Getting Serious about JavaScript Tooling

Gregory Szorc gps at mozilla.com
Mon Feb 16 21:26:16 UTC 2015


Firefox Developers,

You write a lot of JavaScript. (I know - I was on your team once.)
Unfortunately, a lot of the JavaScript going into Firefox is what I call
"Gecko flavored JavaScript." This is JavaScript that doesn't conform to any
standard (like ES6). Instead, it's JavaScript that takes advantage of
non-standard, SpiderMonkey/Gecko-only extensions like
Components.utils.import().

I think the prevalence of all this "non-standard" JavaScript poses a major
problem to the productivity of Firefox developers and hinders the ability
to more quickly ship high quality features, which undermines the ability
for Mozilla to achieve its Mission.

In my capacity as a Developer Productivity Engineer, I'd love to build and
deploy tools for you so you can do your job better and more efficiently.
Unfortunately, the lack of standard JavaScript in the Firefox code base
makes that significantly more difficult than it could be. This is because
pretty much all the existing JavaScript tools out there barf when
processing Firefox source code because it contains non-standard JavaScript.

There has been a wave of advancements in JavaScript tools these past few
years. Unfortunately, many of them can't be leveraged by Firefox
developers. The rest of the world is reaping the rewards of better tooling.
But for Firefox development at Mozilla, we're still stuck in the past.
Others have increased their development velocity while we have stayed the
same. We're losing ground. And the gap is only getting wider. We're already
playing around with automatic linting and code rewriting for Python and C++
developers at Mozilla. Unfortunately, those advancements can't easily come
to JavaScript until the tools can understand the Firefox code.

I think it should be an organizational priority to address the "JavaScript
tooling gap" for Firefox development.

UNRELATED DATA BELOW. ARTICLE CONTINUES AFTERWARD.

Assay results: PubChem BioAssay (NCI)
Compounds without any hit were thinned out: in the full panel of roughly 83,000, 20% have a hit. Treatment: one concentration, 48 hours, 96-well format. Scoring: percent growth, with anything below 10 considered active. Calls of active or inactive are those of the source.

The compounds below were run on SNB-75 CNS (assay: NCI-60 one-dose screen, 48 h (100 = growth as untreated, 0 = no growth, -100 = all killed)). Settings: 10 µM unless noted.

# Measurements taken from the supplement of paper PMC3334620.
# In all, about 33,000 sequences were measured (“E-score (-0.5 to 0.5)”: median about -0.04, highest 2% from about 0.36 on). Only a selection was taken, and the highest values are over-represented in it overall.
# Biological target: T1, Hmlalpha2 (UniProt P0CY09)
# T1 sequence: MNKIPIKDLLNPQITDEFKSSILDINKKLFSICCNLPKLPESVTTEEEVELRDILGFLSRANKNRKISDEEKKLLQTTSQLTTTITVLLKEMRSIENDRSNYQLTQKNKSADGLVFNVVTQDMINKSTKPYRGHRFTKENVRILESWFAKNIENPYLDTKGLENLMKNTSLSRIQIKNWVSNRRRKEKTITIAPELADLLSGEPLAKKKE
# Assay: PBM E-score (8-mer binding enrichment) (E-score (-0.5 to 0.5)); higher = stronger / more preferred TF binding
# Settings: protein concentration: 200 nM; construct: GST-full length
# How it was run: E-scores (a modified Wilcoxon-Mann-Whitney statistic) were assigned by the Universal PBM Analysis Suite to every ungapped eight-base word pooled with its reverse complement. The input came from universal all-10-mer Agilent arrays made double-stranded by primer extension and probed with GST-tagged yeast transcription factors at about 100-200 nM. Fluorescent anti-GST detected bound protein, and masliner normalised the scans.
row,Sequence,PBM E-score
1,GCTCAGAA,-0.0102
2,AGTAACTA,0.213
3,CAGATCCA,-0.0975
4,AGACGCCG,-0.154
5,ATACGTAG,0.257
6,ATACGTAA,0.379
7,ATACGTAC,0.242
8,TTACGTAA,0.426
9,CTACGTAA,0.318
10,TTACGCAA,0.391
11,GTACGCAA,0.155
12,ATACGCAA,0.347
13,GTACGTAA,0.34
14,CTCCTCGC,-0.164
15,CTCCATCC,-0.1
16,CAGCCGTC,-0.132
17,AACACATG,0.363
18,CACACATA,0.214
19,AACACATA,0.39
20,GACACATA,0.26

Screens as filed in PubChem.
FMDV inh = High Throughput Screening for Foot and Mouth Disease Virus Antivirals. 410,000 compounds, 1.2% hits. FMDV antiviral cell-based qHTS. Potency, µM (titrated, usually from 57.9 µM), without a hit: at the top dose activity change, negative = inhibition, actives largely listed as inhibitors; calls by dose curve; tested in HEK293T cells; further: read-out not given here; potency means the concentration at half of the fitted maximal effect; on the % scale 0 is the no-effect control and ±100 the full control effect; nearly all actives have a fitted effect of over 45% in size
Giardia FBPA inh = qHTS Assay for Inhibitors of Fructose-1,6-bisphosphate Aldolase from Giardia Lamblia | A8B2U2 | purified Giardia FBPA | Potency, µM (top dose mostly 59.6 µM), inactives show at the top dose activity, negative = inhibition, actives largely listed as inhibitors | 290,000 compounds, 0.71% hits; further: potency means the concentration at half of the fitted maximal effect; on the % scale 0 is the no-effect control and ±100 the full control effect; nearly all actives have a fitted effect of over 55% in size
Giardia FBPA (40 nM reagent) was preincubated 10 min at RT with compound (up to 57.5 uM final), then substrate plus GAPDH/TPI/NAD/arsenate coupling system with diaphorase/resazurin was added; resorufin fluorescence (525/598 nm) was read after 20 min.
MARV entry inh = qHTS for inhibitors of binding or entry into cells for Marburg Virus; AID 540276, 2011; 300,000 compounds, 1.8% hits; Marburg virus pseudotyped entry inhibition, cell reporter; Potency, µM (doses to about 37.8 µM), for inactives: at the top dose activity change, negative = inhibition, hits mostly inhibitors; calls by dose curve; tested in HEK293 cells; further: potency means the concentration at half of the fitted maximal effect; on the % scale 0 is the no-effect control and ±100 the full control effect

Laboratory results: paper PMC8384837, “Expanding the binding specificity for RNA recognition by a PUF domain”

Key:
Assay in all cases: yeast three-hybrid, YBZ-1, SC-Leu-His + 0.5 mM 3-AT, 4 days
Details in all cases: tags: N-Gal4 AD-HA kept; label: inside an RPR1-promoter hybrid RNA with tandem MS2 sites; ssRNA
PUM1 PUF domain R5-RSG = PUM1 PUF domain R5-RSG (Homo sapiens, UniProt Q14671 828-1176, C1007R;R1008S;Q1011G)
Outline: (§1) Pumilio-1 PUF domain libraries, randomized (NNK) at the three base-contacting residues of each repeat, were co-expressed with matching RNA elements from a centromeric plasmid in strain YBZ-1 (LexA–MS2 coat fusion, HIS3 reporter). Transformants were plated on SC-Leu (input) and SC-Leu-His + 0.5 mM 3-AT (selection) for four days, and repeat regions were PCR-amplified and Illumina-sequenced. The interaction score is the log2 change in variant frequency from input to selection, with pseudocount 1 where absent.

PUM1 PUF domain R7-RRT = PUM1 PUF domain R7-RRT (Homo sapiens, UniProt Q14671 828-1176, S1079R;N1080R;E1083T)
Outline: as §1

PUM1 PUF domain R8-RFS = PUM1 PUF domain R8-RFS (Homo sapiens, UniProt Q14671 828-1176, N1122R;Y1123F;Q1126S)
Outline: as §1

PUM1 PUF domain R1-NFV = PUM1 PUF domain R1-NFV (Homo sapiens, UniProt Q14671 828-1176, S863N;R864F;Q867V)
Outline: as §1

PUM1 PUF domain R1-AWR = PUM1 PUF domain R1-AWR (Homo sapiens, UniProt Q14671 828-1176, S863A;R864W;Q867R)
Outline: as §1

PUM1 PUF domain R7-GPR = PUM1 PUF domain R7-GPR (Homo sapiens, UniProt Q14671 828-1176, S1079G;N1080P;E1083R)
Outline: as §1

Here is where I need your help.

I'd like to start a dialog within the Firefox team about 1) adopting coding
standards that facilitate tool usage 2) adopting a plan to convert existing
source code to be "standards compliant" so tools can be deployed with
reasonable success.

I understand there are valid reasons for diverging from specified language
behavior from time to time. However, the tooling gap is widening and the
drawbacks from deviating from what tools support are increasing, and this
only hurts Firefox and Mozilla more as time goes by. Yes, it might be
possible to patch 3rd party tools and teach them about SpiderMonkey
extensions. It has been done before. But, I don't think we want to be in
the position of maintaining 3rd party tools if it can be avoided. And, we
can't expect tools to accept these changes in the first place (this would
be like asking Gecko to implement a non-standard, Chrome-only feature -
it's definitely not very Mozilla-y if nothing else).

So, I ask a question: what today is preventing JavaScript in Firefox from
conforming to the specified ECMAScript language and what can we do to
minimize that gap going forward so productivity and quality enhancing tools
and services may be utilized?

Gregory
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